Dem-Led House Panel Invites Ex CDC Chief Who Pled Guilty in Sex Abuse Case to Testify About Coronavirus

Centers for Disease Control and Prevention Director Dr. Tom Frieden arrives at the Florida Department of Health in Miami-Dade County, Thursday, Aug. 4, 2016, in Miami. The CDC has warned expectant mothers to steer clear of the city's Wynwood neighborhood, where at least 15 people are believed to have been …
AP Photo/Alan Diaz

A Democrat-led House appropriations subcommittee on Wednesday heard testimony on the Trump administration’s response to the novel coronavirus pandemic from former U.S. Centers for Disease Control and Prevention (CDC) Director Dr. Thomas Frieden, who avoided jail time last year after pleading guilty in a sex abuse case.

The House Appropriations Subcommittees on Labor, Health and Human Services, Education, and Related Agencies invited Dr. Frieden to serve as one of their star witnesses during the first congressional hearing addressing the federal response to the pandemic.

Dr. Frieden, who ran the CDC under former President Barack Obama’s administration, has been critical of how the Trump administration has handled the coronavirus outbreak in the United States.

Rep. Rosa DeLauro (D-CT), the chairwoman of the House subcommittee, seized the opportunity during the hearing to lambast Trump’s response to the coronavirus illness (COVID-19) plaguing the United States and the rest of the globe.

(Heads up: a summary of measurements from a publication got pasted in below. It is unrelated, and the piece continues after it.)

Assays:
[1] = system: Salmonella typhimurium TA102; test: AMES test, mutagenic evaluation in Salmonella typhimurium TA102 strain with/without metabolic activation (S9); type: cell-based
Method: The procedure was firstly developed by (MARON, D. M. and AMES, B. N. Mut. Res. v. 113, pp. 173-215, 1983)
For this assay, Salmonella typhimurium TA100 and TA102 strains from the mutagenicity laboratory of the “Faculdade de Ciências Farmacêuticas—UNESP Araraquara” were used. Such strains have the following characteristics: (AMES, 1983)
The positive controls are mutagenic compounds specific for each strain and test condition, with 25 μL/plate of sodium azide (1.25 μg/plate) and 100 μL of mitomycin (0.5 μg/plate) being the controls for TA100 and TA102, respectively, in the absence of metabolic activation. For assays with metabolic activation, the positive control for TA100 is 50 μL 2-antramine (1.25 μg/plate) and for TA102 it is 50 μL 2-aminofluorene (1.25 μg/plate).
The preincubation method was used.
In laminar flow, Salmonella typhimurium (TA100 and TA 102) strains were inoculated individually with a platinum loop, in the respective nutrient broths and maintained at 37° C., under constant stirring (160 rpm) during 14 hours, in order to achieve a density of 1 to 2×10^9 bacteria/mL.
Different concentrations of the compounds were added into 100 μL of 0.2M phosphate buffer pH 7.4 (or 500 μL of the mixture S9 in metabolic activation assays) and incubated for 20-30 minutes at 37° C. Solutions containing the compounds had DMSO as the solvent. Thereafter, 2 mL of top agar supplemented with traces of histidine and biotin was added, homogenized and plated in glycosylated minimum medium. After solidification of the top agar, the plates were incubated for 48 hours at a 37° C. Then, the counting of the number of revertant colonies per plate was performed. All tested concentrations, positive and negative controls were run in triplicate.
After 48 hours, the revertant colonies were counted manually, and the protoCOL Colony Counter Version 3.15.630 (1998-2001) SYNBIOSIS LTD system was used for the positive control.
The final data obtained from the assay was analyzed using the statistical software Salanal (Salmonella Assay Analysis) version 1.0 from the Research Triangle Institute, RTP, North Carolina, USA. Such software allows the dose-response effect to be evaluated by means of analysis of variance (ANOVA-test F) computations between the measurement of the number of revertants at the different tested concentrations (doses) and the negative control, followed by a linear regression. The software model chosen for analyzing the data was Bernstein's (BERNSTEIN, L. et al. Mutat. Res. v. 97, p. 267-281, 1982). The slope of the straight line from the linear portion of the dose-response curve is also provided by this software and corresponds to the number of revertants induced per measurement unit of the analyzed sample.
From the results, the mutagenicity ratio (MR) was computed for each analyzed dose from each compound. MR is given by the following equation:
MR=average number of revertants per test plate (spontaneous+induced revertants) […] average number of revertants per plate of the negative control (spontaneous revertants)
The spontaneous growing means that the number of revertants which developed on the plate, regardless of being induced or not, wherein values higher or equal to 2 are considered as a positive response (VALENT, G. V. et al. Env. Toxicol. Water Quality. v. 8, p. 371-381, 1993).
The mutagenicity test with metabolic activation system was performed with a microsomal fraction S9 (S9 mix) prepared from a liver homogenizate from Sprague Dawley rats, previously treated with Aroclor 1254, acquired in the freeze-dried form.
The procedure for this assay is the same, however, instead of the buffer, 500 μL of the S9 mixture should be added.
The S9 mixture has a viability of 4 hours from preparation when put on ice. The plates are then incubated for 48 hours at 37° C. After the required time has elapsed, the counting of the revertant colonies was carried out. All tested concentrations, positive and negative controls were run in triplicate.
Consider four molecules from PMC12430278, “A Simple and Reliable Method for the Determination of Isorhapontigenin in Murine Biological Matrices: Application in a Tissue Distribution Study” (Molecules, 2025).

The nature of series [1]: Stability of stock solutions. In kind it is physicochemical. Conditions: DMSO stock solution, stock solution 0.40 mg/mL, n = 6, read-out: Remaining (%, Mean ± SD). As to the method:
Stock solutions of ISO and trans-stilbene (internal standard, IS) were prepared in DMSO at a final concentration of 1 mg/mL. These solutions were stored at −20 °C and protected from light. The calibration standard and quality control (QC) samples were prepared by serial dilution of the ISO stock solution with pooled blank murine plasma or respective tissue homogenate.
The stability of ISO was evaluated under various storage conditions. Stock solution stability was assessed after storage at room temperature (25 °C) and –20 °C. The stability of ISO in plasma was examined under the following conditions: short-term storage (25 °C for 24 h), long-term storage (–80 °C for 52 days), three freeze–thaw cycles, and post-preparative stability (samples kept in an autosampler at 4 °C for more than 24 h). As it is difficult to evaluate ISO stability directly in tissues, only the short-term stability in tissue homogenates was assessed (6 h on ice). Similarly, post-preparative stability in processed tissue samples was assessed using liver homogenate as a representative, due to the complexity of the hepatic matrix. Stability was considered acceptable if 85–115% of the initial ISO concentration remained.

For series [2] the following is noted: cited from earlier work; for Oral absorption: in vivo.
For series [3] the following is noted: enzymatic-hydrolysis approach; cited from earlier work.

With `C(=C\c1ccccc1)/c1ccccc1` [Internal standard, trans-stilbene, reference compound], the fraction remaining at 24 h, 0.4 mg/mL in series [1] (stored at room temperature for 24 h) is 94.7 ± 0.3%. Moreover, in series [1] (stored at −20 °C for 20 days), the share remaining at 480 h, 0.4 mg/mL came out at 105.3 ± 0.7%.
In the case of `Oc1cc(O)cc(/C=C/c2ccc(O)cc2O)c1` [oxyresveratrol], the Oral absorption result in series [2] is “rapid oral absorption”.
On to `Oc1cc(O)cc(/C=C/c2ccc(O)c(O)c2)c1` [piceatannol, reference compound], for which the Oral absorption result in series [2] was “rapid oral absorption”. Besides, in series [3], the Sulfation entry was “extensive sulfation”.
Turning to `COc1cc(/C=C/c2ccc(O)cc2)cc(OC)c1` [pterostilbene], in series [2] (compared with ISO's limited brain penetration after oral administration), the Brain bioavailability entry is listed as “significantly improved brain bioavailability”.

On June 4, Obama’s CDC chief pleaded guilty to a disorderly conduct violation, an offense that is lower than a misdemeanor and is not considered a crime. It is a lesser offense than the original charges levied against the former Obama administration official.

The Wall Street Journal reported on June 4:

[New York] Judge Edwin Novillo sentenced Dr. Frieden to [a] conditional discharge. His case will be sealed and dismissed in a year if he isn’t arrested during that time.

After turning himself in to the New York Police Department in August last year, Dr. Frieden was charged with forcible touching, third-degree sexual abuse and second-degree harassment. The alleged victim told a detective that on October 20, 2017, in the Brooklyn Heights neighborhood, Dr. Frieden touched and squeezed her buttocks without her consent, according to a criminal complaint. The complaint, which didn’t name the victim, said she told the detective she was “alarmed and annoyed.”

Frieden has been critical of the White House’s response to the COVID-19 outbreak.

On March 25, USA Today reported:

The United States’ response to the COVID-19 pandemic is haphazard, uncoordinated, and sorely missing the guidance of the U.S. Centers for Disease Control and Prevention, that agency’s former director told USA TODAY on Tuesday.

And the “extraordinary” absence of the nation’s lead public health agency at the forefront of the coronavirus fight makes Tom Frieden feel “less safe.”

In an editorial published by the New York Times on April 12, Dr. Frieden, who now serves as the president and CEO of Resolve to Save Lives, a global initiative that works with countries to prevent heart disease fatalities and combat epidemics, wrote: